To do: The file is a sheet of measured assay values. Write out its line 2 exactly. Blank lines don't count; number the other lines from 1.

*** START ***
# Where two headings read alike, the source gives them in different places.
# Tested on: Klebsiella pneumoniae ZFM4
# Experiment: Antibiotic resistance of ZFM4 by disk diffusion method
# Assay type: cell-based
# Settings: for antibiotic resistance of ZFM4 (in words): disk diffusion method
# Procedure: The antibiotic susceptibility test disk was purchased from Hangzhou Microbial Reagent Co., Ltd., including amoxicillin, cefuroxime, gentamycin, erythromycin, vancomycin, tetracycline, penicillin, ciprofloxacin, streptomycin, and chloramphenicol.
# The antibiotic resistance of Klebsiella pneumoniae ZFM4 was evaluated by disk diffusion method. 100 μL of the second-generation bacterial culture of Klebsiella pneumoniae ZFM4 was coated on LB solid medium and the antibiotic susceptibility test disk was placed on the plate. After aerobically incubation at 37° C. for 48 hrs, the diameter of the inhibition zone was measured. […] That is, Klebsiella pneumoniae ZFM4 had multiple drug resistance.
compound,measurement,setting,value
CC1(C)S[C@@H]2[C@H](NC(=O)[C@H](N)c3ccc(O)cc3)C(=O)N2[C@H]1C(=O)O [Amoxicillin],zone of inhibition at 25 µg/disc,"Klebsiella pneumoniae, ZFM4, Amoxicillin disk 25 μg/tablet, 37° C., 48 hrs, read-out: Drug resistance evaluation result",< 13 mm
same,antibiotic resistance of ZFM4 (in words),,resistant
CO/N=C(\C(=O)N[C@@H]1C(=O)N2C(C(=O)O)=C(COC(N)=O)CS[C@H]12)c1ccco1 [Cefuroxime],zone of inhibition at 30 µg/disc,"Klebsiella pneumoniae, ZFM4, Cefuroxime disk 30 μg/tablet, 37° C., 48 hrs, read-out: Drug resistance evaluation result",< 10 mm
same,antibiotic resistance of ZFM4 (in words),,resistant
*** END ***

# Tested on: Klebsiella pneumoniae ZFM4